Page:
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Monday, August 15, 2005

Camp Casey and Casey Kelley

This is Part Two of a series.  Part One is They Came to Crawford.

Camp Casey

“My God. Look at all the crosses,” my wife, Peg, whispered as we came over a rise and caught our first glimpse of “Camp Casey” through the windshield a couple of hundred yards ahead. Leaving Crawford, we’d turned right at the church on to Prairie Chapel Road and traveled through a five-mile-long picture post card over gently rolling green pastureland. If this was, as locals have claimed, God’s country, we had just entered the narthex of His church. Having turned off the AC and lowered the windows, we caught strains of a familiar hymn sung by the local bird and cicada choir. And now on our left, a site common in so many rural churchyards, were the memorials to the deceased members of this congregation.

Two orderly rows of simple white crosses, then expanding to three and finally to four, guided us for the final 100 yards of our journey. As we slowed to a reverent crawl, we noted that the markers were identical except for the names hand-written in black magic marker across each horizontal bar. Straight ahead, tied to tree branches, was an old sheet on which was scrawled, in foot-tall letters, “Jesus Wept.”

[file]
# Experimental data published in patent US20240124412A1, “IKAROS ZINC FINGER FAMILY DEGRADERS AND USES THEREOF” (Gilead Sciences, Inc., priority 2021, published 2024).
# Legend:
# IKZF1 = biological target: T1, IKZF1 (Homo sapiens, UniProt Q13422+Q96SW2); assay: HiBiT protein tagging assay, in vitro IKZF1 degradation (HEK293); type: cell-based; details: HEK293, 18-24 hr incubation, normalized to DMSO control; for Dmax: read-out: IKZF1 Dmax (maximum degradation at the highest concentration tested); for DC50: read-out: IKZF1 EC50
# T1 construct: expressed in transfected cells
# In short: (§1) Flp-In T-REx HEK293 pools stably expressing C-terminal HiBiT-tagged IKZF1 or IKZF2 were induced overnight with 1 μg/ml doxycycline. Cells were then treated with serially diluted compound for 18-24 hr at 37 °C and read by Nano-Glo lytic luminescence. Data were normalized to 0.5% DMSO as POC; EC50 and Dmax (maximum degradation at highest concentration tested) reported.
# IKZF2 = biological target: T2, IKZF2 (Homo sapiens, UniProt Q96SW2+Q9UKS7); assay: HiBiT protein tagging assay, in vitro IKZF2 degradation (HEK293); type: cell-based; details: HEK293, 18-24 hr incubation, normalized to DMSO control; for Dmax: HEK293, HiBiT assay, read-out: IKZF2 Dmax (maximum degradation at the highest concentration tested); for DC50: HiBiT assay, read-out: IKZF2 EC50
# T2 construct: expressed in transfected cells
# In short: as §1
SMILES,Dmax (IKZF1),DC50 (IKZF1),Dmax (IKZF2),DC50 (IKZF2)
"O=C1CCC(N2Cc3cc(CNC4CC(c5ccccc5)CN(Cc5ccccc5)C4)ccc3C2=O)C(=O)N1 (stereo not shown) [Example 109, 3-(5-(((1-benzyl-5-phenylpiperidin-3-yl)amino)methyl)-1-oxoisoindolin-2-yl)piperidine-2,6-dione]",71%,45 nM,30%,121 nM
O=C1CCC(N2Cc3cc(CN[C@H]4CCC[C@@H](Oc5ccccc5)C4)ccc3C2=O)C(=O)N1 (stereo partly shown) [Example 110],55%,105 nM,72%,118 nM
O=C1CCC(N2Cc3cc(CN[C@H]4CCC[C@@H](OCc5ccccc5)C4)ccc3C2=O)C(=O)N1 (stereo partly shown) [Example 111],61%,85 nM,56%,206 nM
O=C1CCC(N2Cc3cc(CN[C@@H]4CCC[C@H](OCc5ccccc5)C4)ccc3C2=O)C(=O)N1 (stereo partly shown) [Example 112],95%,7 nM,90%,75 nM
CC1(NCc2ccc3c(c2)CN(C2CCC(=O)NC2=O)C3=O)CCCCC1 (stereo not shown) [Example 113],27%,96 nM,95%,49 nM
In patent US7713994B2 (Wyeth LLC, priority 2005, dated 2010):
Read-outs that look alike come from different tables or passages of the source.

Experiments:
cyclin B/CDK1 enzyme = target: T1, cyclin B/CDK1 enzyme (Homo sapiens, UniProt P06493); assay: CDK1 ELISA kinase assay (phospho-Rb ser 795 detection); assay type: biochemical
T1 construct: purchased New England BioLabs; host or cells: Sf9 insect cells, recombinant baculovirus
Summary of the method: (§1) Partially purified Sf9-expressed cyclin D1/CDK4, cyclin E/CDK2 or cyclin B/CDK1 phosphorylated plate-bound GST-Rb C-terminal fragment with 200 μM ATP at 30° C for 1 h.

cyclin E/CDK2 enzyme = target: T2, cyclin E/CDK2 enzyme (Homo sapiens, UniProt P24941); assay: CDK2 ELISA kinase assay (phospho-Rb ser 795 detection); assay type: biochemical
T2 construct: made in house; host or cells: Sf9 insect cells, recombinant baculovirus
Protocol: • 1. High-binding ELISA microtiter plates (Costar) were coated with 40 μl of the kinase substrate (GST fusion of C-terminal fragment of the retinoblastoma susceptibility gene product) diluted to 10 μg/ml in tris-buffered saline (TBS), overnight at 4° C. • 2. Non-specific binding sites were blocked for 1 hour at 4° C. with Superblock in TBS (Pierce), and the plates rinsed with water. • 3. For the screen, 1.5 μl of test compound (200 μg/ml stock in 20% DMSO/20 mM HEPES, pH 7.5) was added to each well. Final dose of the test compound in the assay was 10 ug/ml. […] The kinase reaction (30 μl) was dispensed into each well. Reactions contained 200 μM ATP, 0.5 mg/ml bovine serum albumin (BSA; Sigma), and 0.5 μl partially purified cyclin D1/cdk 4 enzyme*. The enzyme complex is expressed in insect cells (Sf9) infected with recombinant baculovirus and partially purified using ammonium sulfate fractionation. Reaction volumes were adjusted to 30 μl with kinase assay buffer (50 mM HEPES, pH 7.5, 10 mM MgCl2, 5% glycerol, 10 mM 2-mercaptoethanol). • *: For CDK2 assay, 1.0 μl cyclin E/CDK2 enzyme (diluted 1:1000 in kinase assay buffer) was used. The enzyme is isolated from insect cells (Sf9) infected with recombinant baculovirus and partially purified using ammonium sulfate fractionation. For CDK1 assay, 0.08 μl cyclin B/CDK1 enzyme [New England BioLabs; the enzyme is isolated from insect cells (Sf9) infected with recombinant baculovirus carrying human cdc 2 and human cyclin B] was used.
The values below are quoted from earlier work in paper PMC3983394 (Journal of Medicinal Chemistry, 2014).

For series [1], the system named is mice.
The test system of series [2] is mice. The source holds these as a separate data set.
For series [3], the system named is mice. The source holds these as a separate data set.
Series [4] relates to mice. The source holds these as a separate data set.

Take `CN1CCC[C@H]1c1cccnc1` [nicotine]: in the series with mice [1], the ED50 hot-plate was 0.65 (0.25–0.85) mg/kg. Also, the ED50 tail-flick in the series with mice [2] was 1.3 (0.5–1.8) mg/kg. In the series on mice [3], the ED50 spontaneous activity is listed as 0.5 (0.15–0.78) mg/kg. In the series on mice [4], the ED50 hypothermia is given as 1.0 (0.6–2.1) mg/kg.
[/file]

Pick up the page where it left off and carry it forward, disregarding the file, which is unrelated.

Camp Casey isn’t really a camp in the strictest sense. Located at a sun-burnt junction of two county roads in the middle of nowhere, it’s more a haphazard collection of leaflet-covered tables, folding lawn chairs, hand-painted signs and multi-colored plastic coolers. The junction between Prairie Chapel Road and an unnamed service road forms a small triangle. Turning left at the triangle leads to long rows of cars parked on both sides so as not to block the way for the locals. Following Prairie Chapel Road to the right as it veers away from the triangle leads to smaller rows of state and local police cars. The lines of demarcation seemed to be strictly drawn.